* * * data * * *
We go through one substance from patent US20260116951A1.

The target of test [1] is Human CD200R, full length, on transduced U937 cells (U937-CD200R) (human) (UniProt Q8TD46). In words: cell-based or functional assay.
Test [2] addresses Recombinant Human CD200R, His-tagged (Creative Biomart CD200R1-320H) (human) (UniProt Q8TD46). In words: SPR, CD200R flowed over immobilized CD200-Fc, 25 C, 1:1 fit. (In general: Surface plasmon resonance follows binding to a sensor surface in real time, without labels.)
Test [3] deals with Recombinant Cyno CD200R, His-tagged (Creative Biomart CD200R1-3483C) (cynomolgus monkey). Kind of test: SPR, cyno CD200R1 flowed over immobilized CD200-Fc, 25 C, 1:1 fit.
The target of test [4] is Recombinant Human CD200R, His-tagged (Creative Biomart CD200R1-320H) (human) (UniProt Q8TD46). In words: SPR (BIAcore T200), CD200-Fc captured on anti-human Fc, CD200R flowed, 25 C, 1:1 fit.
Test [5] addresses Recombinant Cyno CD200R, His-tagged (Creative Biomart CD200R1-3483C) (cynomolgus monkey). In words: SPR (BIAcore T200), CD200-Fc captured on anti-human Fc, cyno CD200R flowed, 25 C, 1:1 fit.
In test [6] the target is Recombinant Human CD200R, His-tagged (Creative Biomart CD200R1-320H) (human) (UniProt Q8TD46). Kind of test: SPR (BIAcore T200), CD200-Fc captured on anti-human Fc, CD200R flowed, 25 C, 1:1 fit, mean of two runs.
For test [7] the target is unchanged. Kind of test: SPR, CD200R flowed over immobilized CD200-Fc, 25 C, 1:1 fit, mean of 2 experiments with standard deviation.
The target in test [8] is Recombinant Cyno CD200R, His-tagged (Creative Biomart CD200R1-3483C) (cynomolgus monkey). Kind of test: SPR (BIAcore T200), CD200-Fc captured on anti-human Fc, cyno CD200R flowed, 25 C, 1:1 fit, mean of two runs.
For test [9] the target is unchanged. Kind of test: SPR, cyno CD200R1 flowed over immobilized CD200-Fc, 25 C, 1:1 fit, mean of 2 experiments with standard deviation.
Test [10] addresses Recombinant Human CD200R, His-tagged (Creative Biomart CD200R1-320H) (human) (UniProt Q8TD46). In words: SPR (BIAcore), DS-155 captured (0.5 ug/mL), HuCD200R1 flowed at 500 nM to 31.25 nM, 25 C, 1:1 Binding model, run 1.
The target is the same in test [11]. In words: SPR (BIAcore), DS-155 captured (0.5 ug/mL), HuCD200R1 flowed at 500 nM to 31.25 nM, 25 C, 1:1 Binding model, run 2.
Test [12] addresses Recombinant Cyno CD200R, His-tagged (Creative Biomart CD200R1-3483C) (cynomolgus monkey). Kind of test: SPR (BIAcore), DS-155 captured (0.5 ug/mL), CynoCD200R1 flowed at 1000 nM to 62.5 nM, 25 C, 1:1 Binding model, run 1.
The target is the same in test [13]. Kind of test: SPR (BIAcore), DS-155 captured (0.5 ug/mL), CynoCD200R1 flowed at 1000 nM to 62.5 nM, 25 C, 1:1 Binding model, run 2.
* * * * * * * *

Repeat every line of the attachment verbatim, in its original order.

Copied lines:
We go through one substance from patent US20260116951A1.

The target of test [1] is Human CD200R, full length, on transduced U937 cells (U937-CD200R) (human) (UniProt Q8TD46). In words: cell-based or functional assay.
Test [2] addresses Recombinant Human CD200R, His-tagged (Creative Biomart CD200R1-320H) (human) (UniProt Q8TD46). In words: SPR, CD200R flowed over immobilized CD200-Fc, 25 C, 1:1 fit. (In general: Surface plasmon resonance follows binding to a sensor surface in real time, without labels.)
Test [3] deals with Recombinant Cyno CD200R, His-tagged (Creative Biomart CD200R1-3483C) (cynomolgus monkey). Kind of test: SPR, cyno CD200R1 flowed over immobilized CD200-Fc, 25 C, 1:1 fit.
The target of test [4] is Recombinant Human CD200R, His-tagged (Creative Biomart CD200R1-320H) (human) (UniProt Q8TD46). In words: SPR (BIAcore T200), CD200-Fc captured on anti-human Fc, CD200R flowed, 25 C, 1:1 fit.
Test [5] addresses Recombinant Cyno CD200R, His-tagged (Creative Biomart CD200R1-3483C) (cynomolgus monkey). In words: SPR (BIAcore T200), CD200-Fc captured on anti-human Fc, cyno CD200R flowed, 25 C, 1:1 fit.
In test [6] the target is Recombinant Human CD200R, His-tagged (Creative Biomart CD200R1-320H) (human) (UniProt Q8TD46). Kind of test: SPR (BIAcore T200), CD200-Fc captured on anti-human Fc, CD200R flowed, 25 C, 1:1 fit, mean of two runs.
For test [7] the target is unchanged. Kind of test: SPR, CD200R flowed over immobilized CD200-Fc, 25 C, 1:1 fit, mean of 2 experiments with standard deviation.
The target in test [8] is Recombinant Cyno CD200R, His-tagged (Creative Biomart CD200R1-3483C) (cynomolgus monkey). Kind of test: SPR (BIAcore T200), CD200-Fc captured on anti-human Fc, cyno CD200R flowed, 25 C, 1:1 fit, mean of two runs.
For test [9] the target is unchanged. Kind of test: SPR, cyno CD200R1 flowed over immobilized CD200-Fc, 25 C, 1:1 fit, mean of 2 experiments with standard deviation.
Test [10] addresses Recombinant Human CD200R, His-tagged (Creative Biomart CD200R1-320H) (human) (UniProt Q8TD46). In words: SPR (BIAcore), DS-155 captured (0.5 ug/mL), HuCD200R1 flowed at 500 nM to 31.25 nM, 25 C, 1:1 Binding model, run 1.
The target is the same in test [11]. In words: SPR (BIAcore), DS-155 captured (0.5 ug/mL), HuCD200R1 flowed at 500 nM to 31.25 nM, 25 C, 1:1 Binding model, run 2.
Test [12] addresses Recombinant Cyno CD200R, His-tagged (Creative Biomart CD200R1-3483C) (cynomolgus monkey). Kind of test: SPR (BIAcore), DS-155 captured (0.5 ug/mL), CynoCD200R1 flowed at 1000 nM to 62.5 nM, 25 C, 1:1 Binding model, run 1.
The target is the same in test [13]. Kind of test: SPR (BIAcore), DS-155 captured (0.5 ug/mL), CynoCD200R1 flowed at 1000 nM to 62.5 nM, 25 C, 1:1 Binding model, run 2.